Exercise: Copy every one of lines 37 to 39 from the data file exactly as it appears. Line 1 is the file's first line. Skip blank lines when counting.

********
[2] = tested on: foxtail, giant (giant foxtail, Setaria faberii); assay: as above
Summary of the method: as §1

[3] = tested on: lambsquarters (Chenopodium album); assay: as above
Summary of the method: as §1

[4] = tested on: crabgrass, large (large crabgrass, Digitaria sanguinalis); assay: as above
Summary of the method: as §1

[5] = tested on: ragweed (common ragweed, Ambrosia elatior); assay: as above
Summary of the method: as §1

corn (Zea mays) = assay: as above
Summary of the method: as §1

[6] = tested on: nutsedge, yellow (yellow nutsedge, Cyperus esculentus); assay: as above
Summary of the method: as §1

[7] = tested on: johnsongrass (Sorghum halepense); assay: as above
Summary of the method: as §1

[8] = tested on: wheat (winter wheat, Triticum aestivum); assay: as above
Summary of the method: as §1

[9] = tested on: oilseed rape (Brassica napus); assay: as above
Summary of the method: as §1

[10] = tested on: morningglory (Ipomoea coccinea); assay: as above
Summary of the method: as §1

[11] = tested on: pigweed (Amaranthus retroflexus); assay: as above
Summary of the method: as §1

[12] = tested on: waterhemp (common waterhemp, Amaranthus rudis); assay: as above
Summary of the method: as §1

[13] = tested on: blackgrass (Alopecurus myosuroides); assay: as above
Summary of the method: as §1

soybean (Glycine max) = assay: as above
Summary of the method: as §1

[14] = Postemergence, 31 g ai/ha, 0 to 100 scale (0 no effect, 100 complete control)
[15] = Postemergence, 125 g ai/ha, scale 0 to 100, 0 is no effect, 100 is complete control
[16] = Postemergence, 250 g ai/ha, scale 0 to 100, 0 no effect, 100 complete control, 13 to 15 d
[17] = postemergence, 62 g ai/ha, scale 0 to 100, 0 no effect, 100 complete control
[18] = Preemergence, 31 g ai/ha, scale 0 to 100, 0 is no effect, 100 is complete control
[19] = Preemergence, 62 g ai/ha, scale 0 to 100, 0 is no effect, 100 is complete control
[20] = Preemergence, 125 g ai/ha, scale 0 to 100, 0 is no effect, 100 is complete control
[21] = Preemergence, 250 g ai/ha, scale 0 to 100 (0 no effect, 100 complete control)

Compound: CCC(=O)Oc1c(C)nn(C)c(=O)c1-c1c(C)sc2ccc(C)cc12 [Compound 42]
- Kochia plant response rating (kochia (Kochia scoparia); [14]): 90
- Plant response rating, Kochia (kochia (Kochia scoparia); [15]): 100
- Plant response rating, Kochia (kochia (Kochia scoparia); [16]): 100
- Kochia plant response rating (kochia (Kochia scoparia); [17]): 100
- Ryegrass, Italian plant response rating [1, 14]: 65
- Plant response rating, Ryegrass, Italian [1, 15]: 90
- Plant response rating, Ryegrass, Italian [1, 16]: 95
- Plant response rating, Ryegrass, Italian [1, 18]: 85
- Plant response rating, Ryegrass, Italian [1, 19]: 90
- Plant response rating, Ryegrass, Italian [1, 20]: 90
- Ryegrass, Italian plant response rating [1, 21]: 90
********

Compound: CCC(=O)Oc1c(C)nn(C)c(=O)c1-c1c(C)sc2ccc(C)cc12 [Compound 42]
- Kochia plant response rating (kochia (Kochia scoparia); [14]): 90
- Plant response rating, Kochia (kochia (Kochia scoparia); [15]): 100